NHL Playoffs 2012: Boston Bruins Still Unaccustomed to Being the Favorites
Through their liberating run to the Stanley Cup last spring, the Boston Bruins verified the classic Aerosmith philosophy that “You’ve got to lose to know how to win.”
With their reign as champions officially over 45 weeks after they clinched the title, they are now a testament to the notion that you always still have something left to prove, even as past victors.
A 2-1, Game 7 overtime loss to the Washington Capitals knocked the Bruins out of an Eastern Conference quarterfinal series that saw the Caps post a final cumulative scoring edge of 16-15.
Over those seven full regulation games along with 30 minutes and 28 seconds of overtime, Boston allowed a nightly average of 2.29 goals while tallying only 2.14 of its own.
It is no accident that this was such a mutually tight-fisted affair. The only Bruins defenseman under the age of 30 to see action in this relatively short playoff run was Johnny Boychuk, who turned 28 in January.
Conversely, eight of the 12 forwards to dress for Game 7 were at least three months younger than Boychuk. A 21-year-old Jordan Caron, second only to Tyler Seguin in the way of youth, was seeing action in only his second Stanley Cup playoff game, while 34-year-old two-time champion Shawn Thornton was a healthy scratch.
But wait. Nine of the 12 forwards in action for Boston on Wednesday picked up substantial and successful postseason experience last year. And they all played a role in charging up a nightly median of 3.24 goals over that 25-game run.
What was the detrimental difference here? This time around, they were defending a title, and were almost the universal favorites in this series with the Capitals.
They had more to lose this time. That’s what went wrong.
Uncannily enough, the way Joel Ward instantly terminated Boston’s 2012 playoff run with a homeward-bound rebound was fraternal to the way Carolina’s Scott Walker did the same thing in 2009.
In the same vein, Ward’s goal decided the series, but at the same time did not decide the series. Not unlike their seven-game falter to the Hurricanes three years ago, the Bruins brought much of the precarious circumstances upon themselves as the role of favorites seemed too hot for them to handle.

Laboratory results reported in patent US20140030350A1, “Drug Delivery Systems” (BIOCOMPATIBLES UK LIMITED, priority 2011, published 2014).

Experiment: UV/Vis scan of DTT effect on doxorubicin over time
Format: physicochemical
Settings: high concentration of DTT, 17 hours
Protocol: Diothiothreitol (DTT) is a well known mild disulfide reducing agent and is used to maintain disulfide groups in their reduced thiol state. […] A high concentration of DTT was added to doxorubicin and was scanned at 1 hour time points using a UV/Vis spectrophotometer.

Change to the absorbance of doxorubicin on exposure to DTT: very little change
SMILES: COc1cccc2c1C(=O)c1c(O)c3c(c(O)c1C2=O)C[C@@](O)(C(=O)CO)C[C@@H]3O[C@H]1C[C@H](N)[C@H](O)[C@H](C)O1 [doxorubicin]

The first time around, they were coming off a 116-point regular season that had most rooters and pundits incessantly rubbing their eyes in disbelief. By the time the playoffs rolled around, they had a new role to play as respected, pre-anointed contenders.
Yet, after sweeping their long-time nemesis from Montreal in the first round, which was really a smooth carry-over from a 5-0-1 run through their regular-season series, they defied logic again by falling in a 3-1 hole to the Hurricanes.
As it happened, they could only dig out of that as long as they could stay out of a sudden-death scenario.
This time around, they were coming off a Cup. And they were coming off a rollercoaster regular season that consisted of a hangover, a two-month surge, a two-and-a-half-month lull and a short U-turn back in the right direction.
Yet they never flexed any of their regular-season strengths in their seven-game arm-wrestling bout with the seventh-seeded Capitals. They scored first in only two of the seven games, doing so only once on home ice when Chris Kelly instantly secured a 1-0 overtime victory in Game 1.
They never did much to mollify rookie Washington goaltender Braden Holtby, and never once dared his skating mates to recompense a multi-goal deficit.
They never put their 32-0-0 record when leading after two periods on the line.
And in Game 7, they never built upon those refreshing power-play strikes from Games 5 and 6. Nor did any forwards, other than Seguin, manage to pen their name to the scoresheet.
Were they missing the seasoned likes of Mark Recchi and Michael Ryder, one of whom is 32 years of age and still active? Even the 26-year-old Nathan Horton and his recent, but rich, clutch history?
Now that the ice chips have settled, it is virtually impossible to say they were not.
But the youthful core of the Bruins' strike force can take this as a cold, hard sign that it is their time to shed the double runners. As many as 10 forwards will return next season still having yet to see their 30th birthday and five will have completed five NHL seasons or fewer.
For head coach Claude Julien, himself having rounded out five seasons behind the Boston bench, it is virtually back to the end of the beginning of this franchise’s resurgence.
Only this time, instead of trying to succeed without a scrap of past success, as it was in 2008, this franchise is now trying to attain spring success after reaching the summit.
Julien has an ample number of still-burgeoning pupils with ample opportunity to build upon what they have learned.
In other words, they had to lose again to know how to win again.
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